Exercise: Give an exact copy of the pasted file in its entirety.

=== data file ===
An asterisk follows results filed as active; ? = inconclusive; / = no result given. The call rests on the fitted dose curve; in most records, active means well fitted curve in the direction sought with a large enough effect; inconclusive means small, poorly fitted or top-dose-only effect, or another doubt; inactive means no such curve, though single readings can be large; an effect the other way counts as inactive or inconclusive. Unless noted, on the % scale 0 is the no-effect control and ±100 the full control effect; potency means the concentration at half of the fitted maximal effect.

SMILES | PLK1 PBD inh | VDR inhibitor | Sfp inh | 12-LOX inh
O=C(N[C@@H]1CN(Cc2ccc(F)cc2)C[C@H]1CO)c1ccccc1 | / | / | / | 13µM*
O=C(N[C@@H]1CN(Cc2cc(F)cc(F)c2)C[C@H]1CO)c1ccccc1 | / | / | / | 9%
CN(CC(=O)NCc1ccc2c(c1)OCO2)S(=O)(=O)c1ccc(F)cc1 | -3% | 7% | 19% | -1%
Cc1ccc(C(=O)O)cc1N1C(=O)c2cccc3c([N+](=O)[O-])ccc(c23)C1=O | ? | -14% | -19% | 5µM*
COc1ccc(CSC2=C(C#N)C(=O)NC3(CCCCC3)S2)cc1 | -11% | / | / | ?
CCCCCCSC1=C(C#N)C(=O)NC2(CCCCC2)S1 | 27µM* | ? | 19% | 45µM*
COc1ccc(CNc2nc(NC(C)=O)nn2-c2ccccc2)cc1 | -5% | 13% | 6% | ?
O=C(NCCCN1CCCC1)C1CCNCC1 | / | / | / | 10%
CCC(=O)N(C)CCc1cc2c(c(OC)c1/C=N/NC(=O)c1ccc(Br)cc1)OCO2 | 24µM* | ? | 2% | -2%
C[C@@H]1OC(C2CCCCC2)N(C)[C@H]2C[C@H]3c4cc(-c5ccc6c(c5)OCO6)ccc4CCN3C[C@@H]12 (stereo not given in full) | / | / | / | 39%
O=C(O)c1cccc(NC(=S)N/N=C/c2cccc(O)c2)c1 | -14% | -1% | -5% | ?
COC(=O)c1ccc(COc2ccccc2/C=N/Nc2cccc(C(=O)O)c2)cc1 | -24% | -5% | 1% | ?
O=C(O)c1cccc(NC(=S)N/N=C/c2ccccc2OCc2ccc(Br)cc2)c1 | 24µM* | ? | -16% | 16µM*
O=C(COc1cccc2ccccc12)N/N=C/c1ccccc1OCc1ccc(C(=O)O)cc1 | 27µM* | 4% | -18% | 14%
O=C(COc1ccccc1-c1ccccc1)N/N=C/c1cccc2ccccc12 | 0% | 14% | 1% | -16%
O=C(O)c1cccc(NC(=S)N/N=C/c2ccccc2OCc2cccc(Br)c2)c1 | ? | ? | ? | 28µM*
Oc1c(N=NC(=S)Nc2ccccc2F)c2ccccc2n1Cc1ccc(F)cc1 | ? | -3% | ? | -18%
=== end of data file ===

An asterisk follows results filed as active; ? = inconclusive; / = no result given. The call rests on the fitted dose curve; in most records, active means well fitted curve in the direction sought with a large enough effect; inconclusive means small, poorly fitted or top-dose-only effect, or another doubt; inactive means no such curve, though single readings can be large; an effect the other way counts as inactive or inconclusive. Unless noted, on the % scale 0 is the no-effect control and ±100 the full control effect; potency means the concentration at half of the fitted maximal effect.

SMILES | PLK1 PBD inh | VDR inhibitor | Sfp inh | 12-LOX inh
O=C(N[C@@H]1CN(Cc2ccc(F)cc2)C[C@H]1CO)c1ccccc1 | / | / | / | 13µM*
O=C(N[C@@H]1CN(Cc2cc(F)cc(F)c2)C[C@H]1CO)c1ccccc1 | / | / | / | 9%
CN(CC(=O)NCc1ccc2c(c1)OCO2)S(=O)(=O)c1ccc(F)cc1 | -3% | 7% | 19% | -1%
Cc1ccc(C(=O)O)cc1N1C(=O)c2cccc3c([N+](=O)[O-])ccc(c23)C1=O | ? | -14% | -19% | 5µM*
COc1ccc(CSC2=C(C#N)C(=O)NC3(CCCCC3)S2)cc1 | -11% | / | / | ?
CCCCCCSC1=C(C#N)C(=O)NC2(CCCCC2)S1 | 27µM* | ? | 19% | 45µM*
COc1ccc(CNc2nc(NC(C)=O)nn2-c2ccccc2)cc1 | -5% | 13% | 6% | ?
O=C(NCCCN1CCCC1)C1CCNCC1 | / | / | / | 10%
CCC(=O)N(C)CCc1cc2c(c(OC)c1/C=N/NC(=O)c1ccc(Br)cc1)OCO2 | 24µM* | ? | 2% | -2%
C[C@@H]1OC(C2CCCCC2)N(C)[C@H]2C[C@H]3c4cc(-c5ccc6c(c5)OCO6)ccc4CCN3C[C@@H]12 (stereo not given in full) | / | / | / | 39%
O=C(O)c1cccc(NC(=S)N/N=C/c2cccc(O)c2)c1 | -14% | -1% | -5% | ?
COC(=O)c1ccc(COc2ccccc2/C=N/Nc2cccc(C(=O)O)c2)cc1 | -24% | -5% | 1% | ?
O=C(O)c1cccc(NC(=S)N/N=C/c2ccccc2OCc2ccc(Br)cc2)c1 | 24µM* | ? | -16% | 16µM*
O=C(COc1cccc2ccccc12)N/N=C/c1ccccc1OCc1ccc(C(=O)O)cc1 | 27µM* | 4% | -18% | 14%
O=C(COc1ccccc1-c1ccccc1)N/N=C/c1cccc2ccccc12 | 0% | 14% | 1% | -16%
O=C(O)c1cccc(NC(=S)N/N=C/c2ccccc2OCc2cccc(Br)c2)c1 | ? | ? | ? | 28µM*
Oc1c(N=NC(=S)Nc2ccccc2F)c2ccccc2n1Cc1ccc(F)cc1 | ? | -3% | ? | -18%